abnormal psychology

Antisocial Personality Disorder VS Borderline Personality Disorder

According to the DSM -V, Antisocial Personality Disorder (ASPD) is a “pattern of disregard for, and violation of, the rights of others” (639).  Borderline Personality Disorder (BPD) is defined by the DSM-V as a “pattern of instability in interpersonal relationships, self-image, and affects, and marked impulsivity” (639).  Both disorders carry the potential to co-exist with substance abuse and impulsive behaviors (Nolen-Hoeksema, 12/2013).  Aggressive behaviors, identity disturbance, and unstable interpersonal relationships are also similar symptoms of both BPD and ASPD (“Mayo Clinic”, 2016).  However, the differences lie in the context of manifestation of the symptoms.  Impulsive behavior in two potentially self-harming areas such as sex, spending, or substance abuse is consistent in BPD rather than planning failure as seen in ASPD (American Psychiatric Association, 2013).  The impulsivity of ASPD often leads to arrest as they fail to comply with social norms and disregard the safety of themselves and others (“Mayo Clinic”, 2016).  In ASPD, individuals typical target aggression toward others whereas individuals with BPD tend to partake in self-harm and suicidal ideations or tendencies.  Researchers report 75% of individuals attempt suicide and 10% of those actually commit the act (Nolen-Hoeksema, 12/2013).  Those with ASPD emit superiority and arrogance, but are rather deceitful to gain pleasure or personal profit at the expense of others (“Mayo Clinic”, 2016).  Those with BPD tend to have a negative sense of self leading to constant feelings of emptiness and being worthless and undesired (“Mayo Clinic”, 2016).  Additionally, treatment varies between both disorders.  Treating ASPD can be difficult as the individual typically feels that nothing is wrong and no help is needed.  Treatment is most beneficial through the use of teaching coping skills for anger and emotion control (Nolen-Hoeksema, 12/2013).  BPD has several successful treatments including medication, cognitive behavior therapy to help the individual see themselves in a positive manner, and dialectical behavior therapy helps teach individuals problem solving skills and emotion regulation (Nolen-Hoeksema, 12/2013).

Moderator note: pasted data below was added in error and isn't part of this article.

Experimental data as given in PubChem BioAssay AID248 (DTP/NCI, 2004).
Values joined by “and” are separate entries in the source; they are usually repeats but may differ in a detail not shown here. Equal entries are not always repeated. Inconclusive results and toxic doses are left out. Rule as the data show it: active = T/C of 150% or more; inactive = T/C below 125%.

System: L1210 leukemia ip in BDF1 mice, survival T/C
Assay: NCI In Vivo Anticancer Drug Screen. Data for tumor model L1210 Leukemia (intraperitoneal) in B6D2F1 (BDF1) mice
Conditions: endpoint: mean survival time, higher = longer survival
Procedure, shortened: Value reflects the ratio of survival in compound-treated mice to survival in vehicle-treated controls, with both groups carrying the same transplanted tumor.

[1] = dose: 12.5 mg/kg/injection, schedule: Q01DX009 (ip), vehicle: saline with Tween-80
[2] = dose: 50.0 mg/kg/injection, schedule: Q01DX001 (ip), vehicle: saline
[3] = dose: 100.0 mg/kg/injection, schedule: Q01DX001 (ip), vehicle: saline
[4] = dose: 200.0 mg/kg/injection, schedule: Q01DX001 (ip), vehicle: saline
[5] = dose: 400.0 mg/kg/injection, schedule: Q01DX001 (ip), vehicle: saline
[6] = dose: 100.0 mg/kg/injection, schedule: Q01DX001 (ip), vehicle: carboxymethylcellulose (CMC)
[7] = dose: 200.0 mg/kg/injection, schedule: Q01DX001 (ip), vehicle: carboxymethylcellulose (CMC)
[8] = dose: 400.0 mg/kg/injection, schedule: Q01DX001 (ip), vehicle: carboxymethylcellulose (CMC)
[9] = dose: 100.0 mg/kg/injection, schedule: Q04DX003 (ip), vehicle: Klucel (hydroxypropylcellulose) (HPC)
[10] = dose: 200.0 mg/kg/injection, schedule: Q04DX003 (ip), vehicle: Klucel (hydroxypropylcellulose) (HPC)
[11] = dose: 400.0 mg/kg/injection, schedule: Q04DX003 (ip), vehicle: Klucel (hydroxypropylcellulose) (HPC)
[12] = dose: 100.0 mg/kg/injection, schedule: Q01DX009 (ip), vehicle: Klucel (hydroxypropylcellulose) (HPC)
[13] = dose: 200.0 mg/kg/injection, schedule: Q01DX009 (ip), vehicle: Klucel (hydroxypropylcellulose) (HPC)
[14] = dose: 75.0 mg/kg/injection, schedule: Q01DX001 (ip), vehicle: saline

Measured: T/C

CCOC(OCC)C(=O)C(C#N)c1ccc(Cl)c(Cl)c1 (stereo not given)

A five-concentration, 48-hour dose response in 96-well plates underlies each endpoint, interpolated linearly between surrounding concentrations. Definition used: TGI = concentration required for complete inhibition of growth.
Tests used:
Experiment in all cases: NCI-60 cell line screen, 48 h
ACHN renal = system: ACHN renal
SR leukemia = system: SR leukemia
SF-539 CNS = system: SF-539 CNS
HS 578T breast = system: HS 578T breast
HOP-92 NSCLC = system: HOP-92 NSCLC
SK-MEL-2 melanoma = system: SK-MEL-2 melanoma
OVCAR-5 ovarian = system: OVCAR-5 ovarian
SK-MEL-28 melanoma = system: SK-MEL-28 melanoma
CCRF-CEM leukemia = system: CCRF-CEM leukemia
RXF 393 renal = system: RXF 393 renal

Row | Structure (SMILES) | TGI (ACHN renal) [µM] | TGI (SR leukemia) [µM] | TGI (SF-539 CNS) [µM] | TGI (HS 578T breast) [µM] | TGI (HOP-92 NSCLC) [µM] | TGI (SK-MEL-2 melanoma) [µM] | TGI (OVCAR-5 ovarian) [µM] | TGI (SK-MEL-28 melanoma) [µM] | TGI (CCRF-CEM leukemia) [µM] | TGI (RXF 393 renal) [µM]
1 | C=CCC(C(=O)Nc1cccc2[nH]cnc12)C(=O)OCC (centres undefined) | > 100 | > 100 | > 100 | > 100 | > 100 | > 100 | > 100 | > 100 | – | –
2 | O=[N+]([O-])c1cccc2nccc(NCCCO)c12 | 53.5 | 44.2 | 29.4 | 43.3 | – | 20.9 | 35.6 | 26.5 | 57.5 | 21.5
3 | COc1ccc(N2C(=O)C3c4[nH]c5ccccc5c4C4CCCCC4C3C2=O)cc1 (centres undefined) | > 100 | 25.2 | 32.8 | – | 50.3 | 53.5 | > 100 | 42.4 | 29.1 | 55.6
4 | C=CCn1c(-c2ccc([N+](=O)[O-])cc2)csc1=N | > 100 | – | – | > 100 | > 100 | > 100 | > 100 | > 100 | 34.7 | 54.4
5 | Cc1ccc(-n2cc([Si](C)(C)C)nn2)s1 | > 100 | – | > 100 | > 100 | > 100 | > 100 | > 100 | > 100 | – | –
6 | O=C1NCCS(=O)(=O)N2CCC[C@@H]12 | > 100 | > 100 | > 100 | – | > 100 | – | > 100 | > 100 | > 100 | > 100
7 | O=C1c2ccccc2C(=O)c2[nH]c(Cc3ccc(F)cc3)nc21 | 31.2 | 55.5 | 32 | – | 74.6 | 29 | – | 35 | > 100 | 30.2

Forensic Mental Health Professionals need to be able to identify the differences between the two disorders in order to identify which, if either, personality disorder is present.  The disorders are closely related and it is imperative to establish if motives are directed towards the self or others.  It is also important to establish if a psychotic disorder underlies the personality disorder or if it’s possible the disorder manifested from substance abuse.  In these disorders, individuals are unstable making the primary goal to stabilize mood and emotion which is achieved through developing a proper treatment plan which evolves from the identification of possible diagnoses.

The text implicated substance abuse as a piece of impulsive behavior associated with both disorders.  It also said individuals with these disorders may be victims of physical or sexual abuse.  Previously I learned that those who suffer from abuse, tend to bury the memory in an effort to escape it.  However, there are unidentified triggers that allow the memories to surface with no evidence, not even the actual physical memory, outside of behavior and emotional disturbances.  I think as individuals begin to understand they have something “abnormal” going on, they look for an escape, an easy one.  I believe this desired escape leads to substance abuse as it has a quick effect on the individual.

American Psychiatric Association. (2013). Diagnostic and statistical manual of mental disorders (5th ed.). Arlington, VA: American Psychiatric Publishing. 

Mayo Clinic. (2016). Retrieved from http://www.mayoclinic.org/

Nolen-Hoeksema, Susan. (12/2013). Abnormal Psychology, 6th Edition. [VitalSource Bookshelf Online]. Retrieved fromhttps://digitalbookshelf.argosy.edu/#/books/1259316335/

Advertisements
Standard

Leave a Reply

Fill in your details below or click an icon to log in:

WordPress.com Logo

You are commenting using your WordPress.com account. Log Out / Change )

Twitter picture

You are commenting using your Twitter account. Log Out / Change )

Facebook photo

You are commenting using your Facebook account. Log Out / Change )

Google+ photo

You are commenting using your Google+ account. Log Out / Change )

Connecting to %s